You may not have heard of Santa Catalina Island, or Catalina as it's popularly called, but chances are you've seen it. In the past 90 years, the scrubby isle 22 miles (35 km) off the Los Angeles coast has been a backdrop in more than 300 films, standing in for places from Tahiti to North Africa.
Catalina's popularity as a filming location was at its peak during the early and middle part of the past century. So was its cachet as a film-star getaway. The days when big bands played the crowded ballroom of the S.S. Catalina as she plied the choppy waters between San Pedro and the harbor at Avalon, Catalina's main town, are gone. But the island is still popular with families and couples who pack today's high-speed ferries making the same journey. Kids lean over the railings to watch for flying fish, as their parents toss back Bloody Marys and keep an eye out for Catalina's jagged brown cliffs. Before long, Avalon's multicolored cottages come into view through the ferry's salt-crusted windows.
With its small-town langor and tiny population (less than 5,000), Catalina embodies faded seaside glamour. Charred vegetation from last season's wildfires fringes the golf greens. Some of the bed-and-breakfast places walk a perilously fine line between charming and down-at-heel. But unlike L.A.'s other beach cities, Avalon has not been overwhelmed by big retail names there's no Starbucks or Noah's Bagels. The city doggedly holds on to its motley parade of mom-and-pop ice-cream parlors and trinket shops. Even the automobile loses its dominance: golf carts are the preferred mode of transport in Avalon, perfect for navigating the steep backstreets. Tourists can rent them, but carts are not allowed outside the city limits.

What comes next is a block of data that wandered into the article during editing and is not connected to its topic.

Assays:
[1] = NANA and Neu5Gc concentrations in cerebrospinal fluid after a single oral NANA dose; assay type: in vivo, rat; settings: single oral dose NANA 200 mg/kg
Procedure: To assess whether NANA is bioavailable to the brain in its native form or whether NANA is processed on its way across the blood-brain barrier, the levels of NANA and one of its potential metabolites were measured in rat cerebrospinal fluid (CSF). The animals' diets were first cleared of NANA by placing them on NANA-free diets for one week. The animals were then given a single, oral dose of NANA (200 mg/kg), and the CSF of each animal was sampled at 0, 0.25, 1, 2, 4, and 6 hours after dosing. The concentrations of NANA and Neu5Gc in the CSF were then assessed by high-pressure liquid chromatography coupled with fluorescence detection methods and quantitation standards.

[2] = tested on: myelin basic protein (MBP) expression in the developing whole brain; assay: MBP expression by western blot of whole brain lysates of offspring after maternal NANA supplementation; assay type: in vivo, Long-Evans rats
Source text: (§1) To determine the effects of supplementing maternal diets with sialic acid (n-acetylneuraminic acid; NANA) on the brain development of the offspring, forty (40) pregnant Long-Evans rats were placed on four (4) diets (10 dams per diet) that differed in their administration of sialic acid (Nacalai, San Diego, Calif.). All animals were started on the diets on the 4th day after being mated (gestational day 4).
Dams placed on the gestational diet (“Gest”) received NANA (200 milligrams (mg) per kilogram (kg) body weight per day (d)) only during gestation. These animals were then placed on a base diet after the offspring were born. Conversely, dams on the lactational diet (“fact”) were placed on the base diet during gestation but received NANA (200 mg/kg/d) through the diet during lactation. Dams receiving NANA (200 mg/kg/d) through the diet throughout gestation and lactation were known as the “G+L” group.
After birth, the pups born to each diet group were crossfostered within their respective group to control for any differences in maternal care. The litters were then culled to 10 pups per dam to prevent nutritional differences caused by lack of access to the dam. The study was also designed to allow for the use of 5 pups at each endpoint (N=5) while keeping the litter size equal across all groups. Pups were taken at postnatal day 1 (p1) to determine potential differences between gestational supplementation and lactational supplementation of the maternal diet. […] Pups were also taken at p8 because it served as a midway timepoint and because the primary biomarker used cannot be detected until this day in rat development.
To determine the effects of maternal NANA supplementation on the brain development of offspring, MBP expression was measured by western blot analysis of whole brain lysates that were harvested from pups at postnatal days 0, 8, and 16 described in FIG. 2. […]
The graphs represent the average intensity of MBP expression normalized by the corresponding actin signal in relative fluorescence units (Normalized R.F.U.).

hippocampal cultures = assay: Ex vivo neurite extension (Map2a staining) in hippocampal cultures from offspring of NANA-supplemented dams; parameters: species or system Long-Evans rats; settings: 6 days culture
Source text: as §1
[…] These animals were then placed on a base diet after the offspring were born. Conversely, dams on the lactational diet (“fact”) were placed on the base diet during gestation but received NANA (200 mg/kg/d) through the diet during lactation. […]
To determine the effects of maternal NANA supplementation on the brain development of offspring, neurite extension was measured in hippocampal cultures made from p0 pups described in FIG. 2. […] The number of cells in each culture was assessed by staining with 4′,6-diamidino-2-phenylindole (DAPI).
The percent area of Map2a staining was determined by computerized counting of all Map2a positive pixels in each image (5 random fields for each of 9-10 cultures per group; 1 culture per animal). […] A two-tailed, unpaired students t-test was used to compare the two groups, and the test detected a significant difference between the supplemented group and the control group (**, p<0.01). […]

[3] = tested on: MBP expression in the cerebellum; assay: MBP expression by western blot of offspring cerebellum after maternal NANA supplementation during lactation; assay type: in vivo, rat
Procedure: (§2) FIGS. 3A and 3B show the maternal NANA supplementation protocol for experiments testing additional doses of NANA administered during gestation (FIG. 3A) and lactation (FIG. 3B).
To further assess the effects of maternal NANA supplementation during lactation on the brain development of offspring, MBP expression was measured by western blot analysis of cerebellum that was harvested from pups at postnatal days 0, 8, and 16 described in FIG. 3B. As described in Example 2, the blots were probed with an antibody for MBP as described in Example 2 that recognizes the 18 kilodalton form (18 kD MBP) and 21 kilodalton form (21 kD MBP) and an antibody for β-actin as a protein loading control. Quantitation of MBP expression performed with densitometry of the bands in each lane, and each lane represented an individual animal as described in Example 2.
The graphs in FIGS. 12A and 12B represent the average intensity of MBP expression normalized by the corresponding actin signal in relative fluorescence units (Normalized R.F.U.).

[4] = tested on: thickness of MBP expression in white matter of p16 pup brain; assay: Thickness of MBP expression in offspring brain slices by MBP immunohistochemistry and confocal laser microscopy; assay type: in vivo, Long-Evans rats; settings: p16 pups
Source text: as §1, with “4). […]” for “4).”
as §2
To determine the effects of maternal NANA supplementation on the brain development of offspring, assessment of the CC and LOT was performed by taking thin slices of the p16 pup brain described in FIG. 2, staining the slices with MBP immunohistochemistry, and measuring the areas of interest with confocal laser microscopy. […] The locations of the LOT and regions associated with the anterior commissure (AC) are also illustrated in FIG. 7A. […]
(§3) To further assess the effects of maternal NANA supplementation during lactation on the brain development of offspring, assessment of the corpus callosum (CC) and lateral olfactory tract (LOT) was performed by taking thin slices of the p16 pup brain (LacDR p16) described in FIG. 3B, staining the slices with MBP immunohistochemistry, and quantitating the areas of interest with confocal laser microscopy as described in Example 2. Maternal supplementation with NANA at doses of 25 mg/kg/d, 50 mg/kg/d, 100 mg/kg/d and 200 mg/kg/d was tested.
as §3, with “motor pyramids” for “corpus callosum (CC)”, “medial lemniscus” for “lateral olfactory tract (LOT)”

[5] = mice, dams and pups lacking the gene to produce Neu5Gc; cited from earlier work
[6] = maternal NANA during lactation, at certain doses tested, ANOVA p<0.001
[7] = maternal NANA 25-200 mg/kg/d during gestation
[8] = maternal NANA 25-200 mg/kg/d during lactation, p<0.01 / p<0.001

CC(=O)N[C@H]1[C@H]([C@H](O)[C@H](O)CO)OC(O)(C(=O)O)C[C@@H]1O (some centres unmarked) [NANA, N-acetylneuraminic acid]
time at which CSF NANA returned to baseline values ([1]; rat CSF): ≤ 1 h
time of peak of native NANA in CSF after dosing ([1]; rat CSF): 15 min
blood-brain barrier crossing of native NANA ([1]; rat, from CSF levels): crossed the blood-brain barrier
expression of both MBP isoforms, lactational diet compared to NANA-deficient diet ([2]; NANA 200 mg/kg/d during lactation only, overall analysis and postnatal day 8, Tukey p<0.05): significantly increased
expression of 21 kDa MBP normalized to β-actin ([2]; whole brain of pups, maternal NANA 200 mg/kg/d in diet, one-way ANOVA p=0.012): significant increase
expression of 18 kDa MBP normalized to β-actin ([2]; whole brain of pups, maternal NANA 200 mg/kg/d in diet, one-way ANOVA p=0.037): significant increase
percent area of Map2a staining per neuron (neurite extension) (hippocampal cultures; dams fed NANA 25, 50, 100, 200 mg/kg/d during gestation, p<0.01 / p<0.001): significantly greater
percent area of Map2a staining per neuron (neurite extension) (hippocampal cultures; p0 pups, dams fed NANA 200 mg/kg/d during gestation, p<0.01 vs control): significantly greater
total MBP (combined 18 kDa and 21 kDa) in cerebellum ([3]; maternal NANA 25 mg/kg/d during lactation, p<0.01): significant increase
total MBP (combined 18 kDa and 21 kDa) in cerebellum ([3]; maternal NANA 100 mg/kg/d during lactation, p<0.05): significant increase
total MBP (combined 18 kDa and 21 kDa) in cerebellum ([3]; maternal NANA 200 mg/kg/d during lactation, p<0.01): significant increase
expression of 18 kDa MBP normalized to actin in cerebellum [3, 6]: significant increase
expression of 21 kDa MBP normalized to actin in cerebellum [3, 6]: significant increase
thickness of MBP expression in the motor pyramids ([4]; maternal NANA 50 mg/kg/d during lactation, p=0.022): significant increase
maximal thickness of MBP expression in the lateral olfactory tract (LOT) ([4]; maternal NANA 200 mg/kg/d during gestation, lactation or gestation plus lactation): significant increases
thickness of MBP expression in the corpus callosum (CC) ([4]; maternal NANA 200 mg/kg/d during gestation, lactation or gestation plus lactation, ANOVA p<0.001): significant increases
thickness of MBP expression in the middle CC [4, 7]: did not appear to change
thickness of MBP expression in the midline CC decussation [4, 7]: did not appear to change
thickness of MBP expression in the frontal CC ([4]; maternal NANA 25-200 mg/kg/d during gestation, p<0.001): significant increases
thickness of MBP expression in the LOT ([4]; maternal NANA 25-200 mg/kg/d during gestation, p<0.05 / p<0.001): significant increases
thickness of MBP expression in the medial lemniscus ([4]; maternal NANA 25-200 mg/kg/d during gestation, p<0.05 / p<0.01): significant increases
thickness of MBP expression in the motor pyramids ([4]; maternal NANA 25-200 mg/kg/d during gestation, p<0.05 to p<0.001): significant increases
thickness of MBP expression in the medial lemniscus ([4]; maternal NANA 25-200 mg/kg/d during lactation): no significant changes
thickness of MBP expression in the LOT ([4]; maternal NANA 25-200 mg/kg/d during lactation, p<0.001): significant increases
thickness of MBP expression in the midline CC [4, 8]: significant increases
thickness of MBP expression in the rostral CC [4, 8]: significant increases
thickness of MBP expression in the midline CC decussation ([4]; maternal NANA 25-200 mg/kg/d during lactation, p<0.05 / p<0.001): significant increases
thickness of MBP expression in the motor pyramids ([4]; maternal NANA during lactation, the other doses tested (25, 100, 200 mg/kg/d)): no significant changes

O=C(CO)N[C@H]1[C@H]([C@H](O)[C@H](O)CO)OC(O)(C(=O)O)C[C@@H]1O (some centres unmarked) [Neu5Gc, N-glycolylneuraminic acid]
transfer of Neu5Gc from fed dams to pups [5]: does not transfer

If you want to see Catalina's interior, try the Classic Inland Motor Tour, offered by Discovery Tours. Visitors are shown around the island in a gorgeously restored, chocolate-brown 1953 Flxible bus, passing sites like the Airport in the Sky that Charlie Chaplin used to land at (the facility gets its name because of its mountaintop location), and the remote cove where Lauren Bacall and Humphrey Bogart used to rendezvous. But if old celebrity stomping grounds are not to your taste, the island has worthier landmarks in the form of chewing-gum mogul William Wrigley's elaborate memorial (circa 1935) as well as the Catalina Casino a white, 12-storey Art Deco building at the edge of the harbor, featuring ornate wall murals and original Tiffany chandeliers.
As evening falls, Avalon's scruffy beachside bars fill up with weather-beaten surfer types. On their way to the evening ferry, departing weekenders pass a young woman telling a stranger she had been married earlier in the day. This isn't the silver-screen Catalina that the local chamber of commerce would prefer you to think about. But it is classic Los Angeles. And as the new bride swigs from a beer bottle and lights a cigarette in her bare feet, the waterfront that has appeared in so many films as some other place finally takes on a filmic quality all its own.
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